Talks and Poster Presentations (with Proceedings-Entry):
C. Künzer, S. Hasenauer, D. Sabel, K. Scipal, Z. Bartalis, W. Wagner:
"Analyses of soil moisture data with respect to climate variability and natural hazard events";
Poster: 27th EARSeL Symposium Geoinformation in Europe,
- 2007-06-07; in: "Geoinformation in Europe",
Soil moisture derivation based on remote sensing data is mainly done from radar data. The backscattering coefficient measured by scatterometers depends on surface roughness and dielectric properties of the surface as well as look direction of the sensor. Since the dielectric constant is mainly influenced by the water content of a surface it represents an indirect measure for surface moisture. This quantity can thus be extracted while effects of surface roughness changes and vegetation influences can be corrected. The radar group of the Institute of Photogrammetry and Remote Sensing, IPF, at Vienna University of Technology derives daily soil moisture data from the satellites ERS-2 since 1992 on. The ERS Scatterometer data allows a near-daily global coverage at 50km pixel spacing. From this data surface soil moisture in the upper centimetre and the Soil Water Index (SWI) in the upper metre (both 0-100), based on a multitemporal change detection approach as presented in Wagner et al. 1999 and Wagner et al. 2003, is derived.
The 15 years SWI time series is extended about every three days, currently employing ERS-2 data and ready for feed of ERS-2 and METOP data simultaneously. It is the only globally existing soil moisture time series of this extent and additionally holds the advantage that it is not affected by cloud cover. This allows for the temporal detection of outstanding moist or dry regions and the overall analysis of soil- and surface moisture patterns. The data is provided by IPF to interested scientists and organisations via ftp free of charge.
Currently, scatterometer derived products at 50 km (ERS-2) and now 25 km (METOP) scale are mainly used within the scientific radar- and/or soil moisture community as well as for meteorological applications such as SVAT modelling within the meteorological sciences. However, the applicability of the available soil moisture data goes beyond these groups. We believe that soil moisture products can substantially support the observation of climate-change related phenomena and hazard phenomena, not necessarily detectable in optical remote sensing data. New fields of application will especially open up with the downscaling of existing soil moisture information to 1 km pixel resolution with approaches, currently under completion.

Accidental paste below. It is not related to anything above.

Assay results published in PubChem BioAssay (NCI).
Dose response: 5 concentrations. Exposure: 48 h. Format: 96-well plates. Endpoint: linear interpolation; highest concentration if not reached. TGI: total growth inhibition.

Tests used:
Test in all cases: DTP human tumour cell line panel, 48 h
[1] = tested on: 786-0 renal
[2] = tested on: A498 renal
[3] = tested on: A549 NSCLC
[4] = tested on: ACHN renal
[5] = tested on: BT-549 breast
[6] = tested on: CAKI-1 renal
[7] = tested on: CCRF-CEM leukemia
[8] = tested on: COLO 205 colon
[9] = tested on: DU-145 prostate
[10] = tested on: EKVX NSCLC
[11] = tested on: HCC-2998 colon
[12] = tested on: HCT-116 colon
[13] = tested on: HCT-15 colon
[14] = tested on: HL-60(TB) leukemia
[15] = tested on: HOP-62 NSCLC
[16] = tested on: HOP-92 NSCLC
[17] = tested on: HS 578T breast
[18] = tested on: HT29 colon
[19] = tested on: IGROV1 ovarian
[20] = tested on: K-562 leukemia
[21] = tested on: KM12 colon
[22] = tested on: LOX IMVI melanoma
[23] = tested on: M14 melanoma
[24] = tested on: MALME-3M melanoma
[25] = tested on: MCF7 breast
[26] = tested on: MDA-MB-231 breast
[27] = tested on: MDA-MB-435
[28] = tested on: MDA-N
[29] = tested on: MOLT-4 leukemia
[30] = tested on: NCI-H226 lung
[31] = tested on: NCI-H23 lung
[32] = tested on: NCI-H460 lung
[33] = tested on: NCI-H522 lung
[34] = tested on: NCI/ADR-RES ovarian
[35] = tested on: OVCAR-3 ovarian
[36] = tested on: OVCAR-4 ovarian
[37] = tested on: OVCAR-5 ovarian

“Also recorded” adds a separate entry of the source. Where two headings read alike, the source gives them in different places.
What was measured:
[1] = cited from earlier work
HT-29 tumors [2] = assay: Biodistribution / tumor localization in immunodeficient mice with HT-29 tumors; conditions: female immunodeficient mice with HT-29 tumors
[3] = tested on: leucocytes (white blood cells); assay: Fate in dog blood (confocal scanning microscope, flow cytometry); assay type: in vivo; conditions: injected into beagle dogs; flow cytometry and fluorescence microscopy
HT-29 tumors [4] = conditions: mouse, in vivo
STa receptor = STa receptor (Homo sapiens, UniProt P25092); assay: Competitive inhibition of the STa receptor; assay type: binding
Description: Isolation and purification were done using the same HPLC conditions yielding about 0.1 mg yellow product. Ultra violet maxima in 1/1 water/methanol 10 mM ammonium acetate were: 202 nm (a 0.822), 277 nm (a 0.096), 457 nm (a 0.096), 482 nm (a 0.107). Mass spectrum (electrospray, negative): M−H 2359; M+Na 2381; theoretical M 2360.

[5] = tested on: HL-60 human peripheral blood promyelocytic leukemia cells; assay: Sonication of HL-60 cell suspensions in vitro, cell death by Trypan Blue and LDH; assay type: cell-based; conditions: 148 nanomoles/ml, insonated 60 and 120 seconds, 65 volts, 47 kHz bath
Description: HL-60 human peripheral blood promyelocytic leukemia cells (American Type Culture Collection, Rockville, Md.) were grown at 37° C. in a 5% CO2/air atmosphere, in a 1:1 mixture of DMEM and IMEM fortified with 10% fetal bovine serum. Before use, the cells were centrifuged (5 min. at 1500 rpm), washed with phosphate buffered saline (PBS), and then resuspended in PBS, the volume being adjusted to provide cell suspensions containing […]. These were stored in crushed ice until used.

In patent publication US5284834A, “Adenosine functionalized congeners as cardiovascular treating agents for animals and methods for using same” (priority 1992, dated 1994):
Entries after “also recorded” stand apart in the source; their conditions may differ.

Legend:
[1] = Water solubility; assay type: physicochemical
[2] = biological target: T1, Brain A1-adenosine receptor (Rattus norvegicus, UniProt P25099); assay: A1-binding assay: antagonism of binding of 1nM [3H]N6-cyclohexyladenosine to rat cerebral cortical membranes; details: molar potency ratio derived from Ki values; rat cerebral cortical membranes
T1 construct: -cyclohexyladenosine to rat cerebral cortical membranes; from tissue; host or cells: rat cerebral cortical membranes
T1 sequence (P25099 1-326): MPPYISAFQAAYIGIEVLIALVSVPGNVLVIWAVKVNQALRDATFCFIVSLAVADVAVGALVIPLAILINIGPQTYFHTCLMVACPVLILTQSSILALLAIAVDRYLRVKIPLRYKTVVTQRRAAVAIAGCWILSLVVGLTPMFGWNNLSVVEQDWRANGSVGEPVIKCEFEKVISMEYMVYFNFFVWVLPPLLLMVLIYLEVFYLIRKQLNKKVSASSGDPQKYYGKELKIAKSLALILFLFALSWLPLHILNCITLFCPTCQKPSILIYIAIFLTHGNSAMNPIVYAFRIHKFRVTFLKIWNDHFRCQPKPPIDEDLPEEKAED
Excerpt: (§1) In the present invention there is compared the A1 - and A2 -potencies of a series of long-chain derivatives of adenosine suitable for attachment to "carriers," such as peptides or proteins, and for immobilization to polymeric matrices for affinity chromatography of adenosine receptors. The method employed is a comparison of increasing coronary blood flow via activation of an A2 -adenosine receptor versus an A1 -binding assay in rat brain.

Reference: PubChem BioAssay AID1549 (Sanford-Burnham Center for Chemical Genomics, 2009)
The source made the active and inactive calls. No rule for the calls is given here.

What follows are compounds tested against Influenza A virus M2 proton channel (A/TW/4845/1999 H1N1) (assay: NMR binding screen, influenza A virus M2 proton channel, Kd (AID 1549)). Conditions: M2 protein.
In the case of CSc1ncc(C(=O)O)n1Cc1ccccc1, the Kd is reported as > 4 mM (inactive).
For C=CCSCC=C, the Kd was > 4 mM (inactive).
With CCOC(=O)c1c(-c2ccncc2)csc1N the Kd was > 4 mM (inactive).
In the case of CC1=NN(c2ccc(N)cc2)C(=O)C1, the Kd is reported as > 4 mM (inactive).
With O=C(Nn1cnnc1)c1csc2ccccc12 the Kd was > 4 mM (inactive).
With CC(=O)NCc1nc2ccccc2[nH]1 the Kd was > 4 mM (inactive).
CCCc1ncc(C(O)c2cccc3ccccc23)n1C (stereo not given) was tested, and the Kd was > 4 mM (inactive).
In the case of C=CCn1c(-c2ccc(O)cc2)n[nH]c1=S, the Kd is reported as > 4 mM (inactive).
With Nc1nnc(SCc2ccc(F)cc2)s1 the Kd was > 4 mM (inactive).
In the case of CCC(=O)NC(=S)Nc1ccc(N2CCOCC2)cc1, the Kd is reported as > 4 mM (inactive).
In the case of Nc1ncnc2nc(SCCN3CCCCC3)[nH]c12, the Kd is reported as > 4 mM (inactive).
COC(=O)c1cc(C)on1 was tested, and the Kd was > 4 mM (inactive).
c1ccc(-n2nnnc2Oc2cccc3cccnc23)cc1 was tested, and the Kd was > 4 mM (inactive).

In this paper we present several example cases to demonstrate, how scatterometer derived soil moisture data reflects slow onset natural hazards such as global El Nino Phenomena or droughts as well as short term hazards such as floods. We could observe that most climate-change- or hazard related phenomena of larger spatial extent are clearly represented in the 15 year soil moisture data time series, as well as in the calculations of individual monthly or 10day or weekly anomalies with respect to the 15 year monthly-, 10day or weekly average. Especially in the context of flood monitoring and flood warning, soil moisture data holds a large potential not only for the observation of flood events but also for early warning strategies.
natural hazards, soil moisture, time series, climate phenomena, ERS-2, METOP
Electronic version of the publication:
Project Head Wolfgang Wagner:
Globale Ableitung des Bodenwassergehaltes aus C-Band Scatterometer Daten
Created from the Publication Database of the Vienna University of Technology.